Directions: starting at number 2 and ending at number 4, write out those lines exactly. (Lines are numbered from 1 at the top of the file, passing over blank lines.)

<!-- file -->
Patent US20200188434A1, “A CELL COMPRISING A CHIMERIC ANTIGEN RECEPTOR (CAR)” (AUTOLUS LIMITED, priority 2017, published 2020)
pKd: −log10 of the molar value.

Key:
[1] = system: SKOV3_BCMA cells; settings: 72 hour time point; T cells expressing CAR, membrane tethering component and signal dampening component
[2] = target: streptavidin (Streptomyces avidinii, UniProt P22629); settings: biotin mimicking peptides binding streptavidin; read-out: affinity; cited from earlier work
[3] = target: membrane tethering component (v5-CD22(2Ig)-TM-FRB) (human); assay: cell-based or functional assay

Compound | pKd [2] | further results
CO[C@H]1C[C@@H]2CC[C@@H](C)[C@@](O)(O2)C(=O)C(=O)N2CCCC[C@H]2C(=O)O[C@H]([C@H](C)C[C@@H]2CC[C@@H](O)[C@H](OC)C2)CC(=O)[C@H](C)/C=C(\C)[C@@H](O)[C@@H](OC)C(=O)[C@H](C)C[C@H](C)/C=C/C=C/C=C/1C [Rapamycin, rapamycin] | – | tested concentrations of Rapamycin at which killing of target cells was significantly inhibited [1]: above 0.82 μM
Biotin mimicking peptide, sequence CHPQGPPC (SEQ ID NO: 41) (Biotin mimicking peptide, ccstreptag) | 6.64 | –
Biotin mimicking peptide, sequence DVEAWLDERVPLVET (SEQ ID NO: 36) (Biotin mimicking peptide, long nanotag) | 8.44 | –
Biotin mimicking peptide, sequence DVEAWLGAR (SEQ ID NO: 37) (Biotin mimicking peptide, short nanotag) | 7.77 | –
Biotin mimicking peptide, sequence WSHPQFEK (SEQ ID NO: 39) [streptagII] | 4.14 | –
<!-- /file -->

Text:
pKd: −log10 of the molar value.

Key:
[1] = system: SKOV3_BCMA cells; settings: 72 hour time point; T cells expressing CAR, membrane tethering component and signal dampening component